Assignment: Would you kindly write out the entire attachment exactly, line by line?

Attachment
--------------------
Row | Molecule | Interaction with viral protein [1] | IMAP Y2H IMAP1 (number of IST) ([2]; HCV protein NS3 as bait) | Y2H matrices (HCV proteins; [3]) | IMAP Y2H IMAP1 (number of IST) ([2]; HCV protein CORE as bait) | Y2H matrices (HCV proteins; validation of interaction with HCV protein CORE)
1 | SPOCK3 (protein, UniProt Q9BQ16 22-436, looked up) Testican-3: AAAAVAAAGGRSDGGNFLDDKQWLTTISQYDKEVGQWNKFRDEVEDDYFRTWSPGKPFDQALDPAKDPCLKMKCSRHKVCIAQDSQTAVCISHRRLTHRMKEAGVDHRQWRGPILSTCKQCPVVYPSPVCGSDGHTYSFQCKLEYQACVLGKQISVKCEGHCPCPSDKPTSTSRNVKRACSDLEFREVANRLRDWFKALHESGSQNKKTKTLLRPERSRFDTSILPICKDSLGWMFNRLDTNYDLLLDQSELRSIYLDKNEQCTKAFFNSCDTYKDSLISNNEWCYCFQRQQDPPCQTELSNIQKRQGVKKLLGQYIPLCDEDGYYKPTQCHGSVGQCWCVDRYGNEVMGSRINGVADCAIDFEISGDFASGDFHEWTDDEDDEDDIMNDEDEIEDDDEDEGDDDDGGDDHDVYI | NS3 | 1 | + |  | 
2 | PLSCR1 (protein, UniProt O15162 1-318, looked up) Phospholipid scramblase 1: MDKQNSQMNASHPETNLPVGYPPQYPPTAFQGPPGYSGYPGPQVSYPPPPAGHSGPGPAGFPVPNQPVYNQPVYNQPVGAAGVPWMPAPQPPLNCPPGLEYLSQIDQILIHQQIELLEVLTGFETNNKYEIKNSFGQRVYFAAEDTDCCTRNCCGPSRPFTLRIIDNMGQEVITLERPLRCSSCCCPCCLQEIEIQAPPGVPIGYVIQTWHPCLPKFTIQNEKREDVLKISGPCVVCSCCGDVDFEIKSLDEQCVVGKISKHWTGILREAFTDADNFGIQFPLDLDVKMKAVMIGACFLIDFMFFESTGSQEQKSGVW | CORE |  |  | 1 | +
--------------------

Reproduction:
Row | Molecule | Interaction with viral protein [1] | IMAP Y2H IMAP1 (number of IST) ([2]; HCV protein NS3 as bait) | Y2H matrices (HCV proteins; [3]) | IMAP Y2H IMAP1 (number of IST) ([2]; HCV protein CORE as bait) | Y2H matrices (HCV proteins; validation of interaction with HCV protein CORE)
1 | SPOCK3 (protein, UniProt Q9BQ16 22-436, looked up) Testican-3: AAAAVAAAGGRSDGGNFLDDKQWLTTISQYDKEVGQWNKFRDEVEDDYFRTWSPGKPFDQALDPAKDPCLKMKCSRHKVCIAQDSQTAVCISHRRLTHRMKEAGVDHRQWRGPILSTCKQCPVVYPSPVCGSDGHTYSFQCKLEYQACVLGKQISVKCEGHCPCPSDKPTSTSRNVKRACSDLEFREVANRLRDWFKALHESGSQNKKTKTLLRPERSRFDTSILPICKDSLGWMFNRLDTNYDLLLDQSELRSIYLDKNEQCTKAFFNSCDTYKDSLISNNEWCYCFQRQQDPPCQTELSNIQKRQGVKKLLGQYIPLCDEDGYYKPTQCHGSVGQCWCVDRYGNEVMGSRINGVADCAIDFEISGDFASGDFHEWTDDEDDEDDIMNDEDEIEDDDEDEGDDDDGGDDHDVYI | NS3 | 1 | + |  | 
2 | PLSCR1 (protein, UniProt O15162 1-318, looked up) Phospholipid scramblase 1: MDKQNSQMNASHPETNLPVGYPPQYPPTAFQGPPGYSGYPGPQVSYPPPPAGHSGPGPAGFPVPNQPVYNQPVYNQPVGAAGVPWMPAPQPPLNCPPGLEYLSQIDQILIHQQIELLEVLTGFETNNKYEIKNSFGQRVYFAAEDTDCCTRNCCGPSRPFTLRIIDNMGQEVITLERPLRCSSCCCPCCLQEIEIQAPPGVPIGYVIQTWHPCLPKFTIQNEKREDVLKISGPCVVCSCCGDVDFEIKSLDEQCVVGKISKHWTGILREAFTDADNFGIQFPLDLDVKMKAVMIGACFLIDFMFFESTGSQEQKSGVW | CORE |  |  | 1 | +